Ever wonder what’s really in a glass of milk? The answer might have you reaching for a cup of an alternative. Believe it or not, puss has been found in cow’s milk.

If that’s not bad enough, it’s also loaded with female hormones since cows are kept almost constantly pregnant on today’s dairy factory farms. Commercial dairies use recombinant bovine growth hormone (rBGH), which is a synthetic hormone marketed to dairy farmers in order to increase milk production in cows. This natural hormone, rBGH is found in the pituitary glands of all cows. Researchers who have studied rBGH in cows found that more milk is produced when there are elevated levels of hormones.

Most of the farmers using this hormone recognize the profit of it but not the health factors within the cows and for the consumers. The hormone is not permitted in the European Union and Canada, although it has been used in the United States since 1993 when the Food and Drug Administration (FDA) approved it, according to cancer.org. The Environmental Protection Agency in the United States has also determined it to be safe to consume.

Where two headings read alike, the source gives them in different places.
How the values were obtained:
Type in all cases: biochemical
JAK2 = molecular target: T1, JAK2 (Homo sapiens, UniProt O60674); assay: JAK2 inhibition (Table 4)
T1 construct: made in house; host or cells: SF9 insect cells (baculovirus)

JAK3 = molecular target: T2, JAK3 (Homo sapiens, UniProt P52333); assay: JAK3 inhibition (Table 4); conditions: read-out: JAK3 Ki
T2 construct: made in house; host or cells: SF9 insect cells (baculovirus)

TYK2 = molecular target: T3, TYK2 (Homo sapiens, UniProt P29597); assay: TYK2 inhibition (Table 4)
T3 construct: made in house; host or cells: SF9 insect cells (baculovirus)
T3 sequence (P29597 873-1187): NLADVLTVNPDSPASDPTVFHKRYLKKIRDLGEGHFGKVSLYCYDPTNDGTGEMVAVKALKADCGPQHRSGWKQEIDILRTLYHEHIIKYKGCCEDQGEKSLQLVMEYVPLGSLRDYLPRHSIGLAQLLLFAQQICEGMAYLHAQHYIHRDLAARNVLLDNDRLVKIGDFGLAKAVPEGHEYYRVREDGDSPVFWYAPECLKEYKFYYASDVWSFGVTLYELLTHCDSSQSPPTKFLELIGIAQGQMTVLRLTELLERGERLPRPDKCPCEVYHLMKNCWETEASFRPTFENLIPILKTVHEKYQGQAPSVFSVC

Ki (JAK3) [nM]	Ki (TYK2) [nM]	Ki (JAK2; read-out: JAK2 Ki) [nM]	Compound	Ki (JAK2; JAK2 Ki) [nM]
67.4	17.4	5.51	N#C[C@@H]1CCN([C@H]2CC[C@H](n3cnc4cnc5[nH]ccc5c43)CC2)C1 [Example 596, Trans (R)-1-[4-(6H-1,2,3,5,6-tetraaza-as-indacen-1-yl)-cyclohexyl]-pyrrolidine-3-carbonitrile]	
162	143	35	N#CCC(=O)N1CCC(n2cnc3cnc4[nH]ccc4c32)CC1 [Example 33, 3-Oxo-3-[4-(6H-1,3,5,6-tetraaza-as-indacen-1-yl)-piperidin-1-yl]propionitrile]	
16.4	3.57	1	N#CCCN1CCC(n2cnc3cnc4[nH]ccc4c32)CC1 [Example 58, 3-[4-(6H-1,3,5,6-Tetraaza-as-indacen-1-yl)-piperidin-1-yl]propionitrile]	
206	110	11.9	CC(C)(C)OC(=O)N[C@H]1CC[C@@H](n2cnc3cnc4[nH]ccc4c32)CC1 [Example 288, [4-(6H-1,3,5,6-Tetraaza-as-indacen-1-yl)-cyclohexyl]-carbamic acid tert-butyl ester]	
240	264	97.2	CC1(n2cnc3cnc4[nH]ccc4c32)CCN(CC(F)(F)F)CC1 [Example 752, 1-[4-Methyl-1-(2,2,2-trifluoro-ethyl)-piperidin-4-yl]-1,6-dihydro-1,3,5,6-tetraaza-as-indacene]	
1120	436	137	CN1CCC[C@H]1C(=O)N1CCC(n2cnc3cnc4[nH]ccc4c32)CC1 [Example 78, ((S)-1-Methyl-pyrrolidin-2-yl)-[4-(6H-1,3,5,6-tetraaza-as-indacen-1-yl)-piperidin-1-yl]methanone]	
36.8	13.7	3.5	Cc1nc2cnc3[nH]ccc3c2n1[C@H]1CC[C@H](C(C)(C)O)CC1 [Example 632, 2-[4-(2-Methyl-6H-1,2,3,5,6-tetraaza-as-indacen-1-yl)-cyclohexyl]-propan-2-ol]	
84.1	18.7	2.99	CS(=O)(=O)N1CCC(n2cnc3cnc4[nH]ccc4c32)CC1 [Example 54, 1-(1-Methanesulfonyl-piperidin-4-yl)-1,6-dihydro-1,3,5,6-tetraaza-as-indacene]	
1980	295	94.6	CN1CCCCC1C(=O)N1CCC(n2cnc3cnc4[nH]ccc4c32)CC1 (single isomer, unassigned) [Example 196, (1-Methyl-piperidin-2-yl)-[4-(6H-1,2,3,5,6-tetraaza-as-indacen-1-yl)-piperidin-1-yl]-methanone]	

The approval of rBGH has been a controversial conversation between consumers, scientists and farmers in the United States for years now. Through scientific studies, milk from cows injected with rBGH has been recognized to have health hazards. This milk has higher levels of IGF-1, which is a hormone considered to be a leading risk factor to breast, prostate, colon, lung and other cancers, according to responsibletechnology.org.

For that reason, U.S. dairies have been battling for their right to label their milk as rBGH-free if they do not inject their herds with these hormones.

The main issue is the lack of awareness about the hormone by American citizens. It is then up to the consumer in deciding whether or not to consume such products.

Luckily, for consumers who want to continue drinking milk but without the hormones, there are places that sell rBGH-free milk, otherwise known as organic. One nearby example is Manning Hill Farm in Winchester, New Hampshire.

According to their online page, their milk is produced from their cows only. There are no artificial growth hormones in the milk, nor are the cows fed antibiotics, grass fed only. Hannah Grimes Market Place and the Monadnock Food Co-op both in Keene sell many different options of natural milk.


Jordan Crowley can be contacted at jcrowley@keene-equinox.com

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